Continuous glucose monitoring devices use the technique of reverse iontophoresis to extract the glucose analyte from the interstitial fluid of a patient for the purpose of measuring changes in glucose levels. Such devices take the form of a patch held in intimate contact with the skin of a patient and comprise a sensing chamber containing electrochemical sensors which are arranged to form part of an electrical circuit. The chamber is filled with a fluid medium or a gel through which the analyte can diffuse or be transported from the skin to the sensors. Either the medium or a surface of the sensors is impregnated with an enzyme that reacts with the analyte to convert it into a different form (gluconic acid in the case of a glucose analyte) and to produce electrons in the process. The electrons can flow around the circuit to create a current, the magnitude of which corresponds to the concentration of the analyte in the medium surrounding the sensor. However, the magnitude of the current is typically only tens or hundreds of nanoamps so it is a challenge to measure it accurately and to distinguish the current signal from background electrical noise. In addition, the sensors may not operate in a reliable, linear manner at low concentrations of the analyte in the sample.
 Known devices are operated to carry out an initial period of reverse iontophoresis for analyte extraction, followed by a period of sensing which is often 2 to 3 times longer than the extraction period, so as to ensure all the analyte that has been extracted from the subject during the preceding period has time to react with the sensors. One glucose monitoring device that was commercially available under the trade mark Glucowatch operated with an iontophoresis period of 3 minutes followed by a sensing period of 4 to 5 minutes. The cycle is repeated at intervals, each time a new reading of the subject's glucose level is required, and on each occasion the sensing period is long enough to deplete substantially all of the extracted glucose in the sample.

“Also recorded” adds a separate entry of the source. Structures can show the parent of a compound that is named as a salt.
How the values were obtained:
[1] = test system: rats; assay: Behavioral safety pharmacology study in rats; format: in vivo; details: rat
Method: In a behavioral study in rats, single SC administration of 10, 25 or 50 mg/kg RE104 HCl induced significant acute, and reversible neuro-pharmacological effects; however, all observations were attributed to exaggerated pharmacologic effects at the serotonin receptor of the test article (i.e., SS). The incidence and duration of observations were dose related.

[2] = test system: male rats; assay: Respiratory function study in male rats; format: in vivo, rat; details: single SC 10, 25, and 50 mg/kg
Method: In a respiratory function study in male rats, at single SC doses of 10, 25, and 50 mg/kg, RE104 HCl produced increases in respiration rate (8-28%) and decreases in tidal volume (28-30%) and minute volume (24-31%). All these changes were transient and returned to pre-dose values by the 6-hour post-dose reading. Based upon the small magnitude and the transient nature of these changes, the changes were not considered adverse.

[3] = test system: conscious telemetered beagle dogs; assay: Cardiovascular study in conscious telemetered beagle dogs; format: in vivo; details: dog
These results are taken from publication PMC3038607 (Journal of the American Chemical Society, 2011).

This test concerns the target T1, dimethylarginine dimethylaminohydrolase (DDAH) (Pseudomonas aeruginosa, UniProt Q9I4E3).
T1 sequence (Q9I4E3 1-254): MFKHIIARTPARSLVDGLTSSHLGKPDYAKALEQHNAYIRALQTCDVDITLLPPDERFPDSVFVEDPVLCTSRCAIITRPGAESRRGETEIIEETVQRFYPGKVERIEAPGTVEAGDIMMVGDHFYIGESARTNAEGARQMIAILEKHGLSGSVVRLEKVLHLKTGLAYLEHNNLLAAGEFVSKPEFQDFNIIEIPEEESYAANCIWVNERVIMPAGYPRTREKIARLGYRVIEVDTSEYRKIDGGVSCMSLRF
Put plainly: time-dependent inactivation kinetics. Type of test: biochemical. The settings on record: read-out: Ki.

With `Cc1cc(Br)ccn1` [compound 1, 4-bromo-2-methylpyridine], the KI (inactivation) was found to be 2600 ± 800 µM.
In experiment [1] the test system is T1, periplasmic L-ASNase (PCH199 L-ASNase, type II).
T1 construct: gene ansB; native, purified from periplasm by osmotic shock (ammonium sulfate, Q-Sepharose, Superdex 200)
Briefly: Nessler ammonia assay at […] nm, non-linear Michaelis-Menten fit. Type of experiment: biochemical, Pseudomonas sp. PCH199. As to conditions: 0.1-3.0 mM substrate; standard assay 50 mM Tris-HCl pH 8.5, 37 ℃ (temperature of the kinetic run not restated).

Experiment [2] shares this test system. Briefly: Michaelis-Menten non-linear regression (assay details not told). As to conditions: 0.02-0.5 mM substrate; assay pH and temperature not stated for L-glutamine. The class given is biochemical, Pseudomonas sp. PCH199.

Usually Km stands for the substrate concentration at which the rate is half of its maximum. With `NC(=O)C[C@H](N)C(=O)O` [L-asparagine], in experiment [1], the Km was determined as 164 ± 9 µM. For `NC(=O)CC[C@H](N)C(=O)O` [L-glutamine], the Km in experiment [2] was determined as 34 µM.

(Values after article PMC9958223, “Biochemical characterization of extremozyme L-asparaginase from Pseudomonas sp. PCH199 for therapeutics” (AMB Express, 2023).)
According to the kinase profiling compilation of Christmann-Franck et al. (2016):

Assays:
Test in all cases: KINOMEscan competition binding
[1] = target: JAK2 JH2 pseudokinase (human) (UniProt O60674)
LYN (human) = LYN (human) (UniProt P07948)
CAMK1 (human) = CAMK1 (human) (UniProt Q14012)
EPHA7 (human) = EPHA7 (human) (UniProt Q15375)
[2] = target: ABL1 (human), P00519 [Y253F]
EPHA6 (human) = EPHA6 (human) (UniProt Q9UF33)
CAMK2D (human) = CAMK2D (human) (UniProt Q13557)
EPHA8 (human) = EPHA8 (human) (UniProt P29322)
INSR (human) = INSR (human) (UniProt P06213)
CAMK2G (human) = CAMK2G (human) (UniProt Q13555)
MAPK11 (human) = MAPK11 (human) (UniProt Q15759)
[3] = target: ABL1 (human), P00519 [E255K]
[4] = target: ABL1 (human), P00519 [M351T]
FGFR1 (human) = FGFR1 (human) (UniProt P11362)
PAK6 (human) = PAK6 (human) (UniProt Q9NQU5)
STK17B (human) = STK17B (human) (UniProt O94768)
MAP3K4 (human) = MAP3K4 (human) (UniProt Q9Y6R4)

SUMMARY OF THE INVENTION
 The invention provides a method of monitoring the level of an analyte in a subject, comprising the steps of:
 (a) measuring the concentration of the analyte in a sample;
 (b) introducing into the sample a quantity of the analyte that is representative of the level of analyte in the subject;
 (c) re-measuring the concentration of the analyte in the sample;
 (d) determining the level of the analyte in the subject based on the difference between the measurement of concentration in step (c) and the previous measurement of concentration; and
 (e) repeating steps (b) to (d) at intervals to generate a sequence of determinations over time.
 This invention differs from the prior art in that the method does not depend on measuring the absolute value of the concentration of analyte in the sample but on the difference between concentrations after successive intervals of extraction from the subject. Thus the concentration of analyte in the sample can be allowed to build up over successive intervals and the magnitude of the signal from the sensors increases accordingly, permitting more precise and accurate measurement.
 In the case where the process used to measure the concentration of analyte in the sample depletes the analyte in the sample, the measurement in step (c) may be controlled such that each measurement depletes only a small proportion of the analyte, to ensure that the concentration of analyte in the sample increases over successive intervals. If necessary, the determination of the analyte level in step (d) may employ an algorithm that makes allowance for the depletion of analyte due to the measurement process. The determination step may also make allowance for depletion of analyte during the intervals between successive measurements. Alternatively, if there is a rest period between each measurement step (c) and the succeeding introduction step (b), then the method may comprising a further step of taking an interim measurement of the concentration of the analyte in the sample after rest period, immediately before each introduction step (b), that interim measurement to be used as the previous measurement of concentration in the determination step (d).
 A preferred variant of the method according to the invention includes an initial step of introducing into the sample a quantity of the analyte prior to the first measurement step (a), preferably from a source other than the subject. The initial quantity of the analyte ensures that even in the first measurement step, the concentration of analyte is sufficient for an accurate measurement to be made.
 Reverse iontophoresis is a preferred technique for the step (b) of introducing into the sample a quantity of the analyte that is representative of the level of analyte in the subject. However, other techniques could be used, for example simply adding a drop of blood or other fluid into the sample (with due allowance being made when measuring the concentration of analyte for any resulting change in the volume of the sample).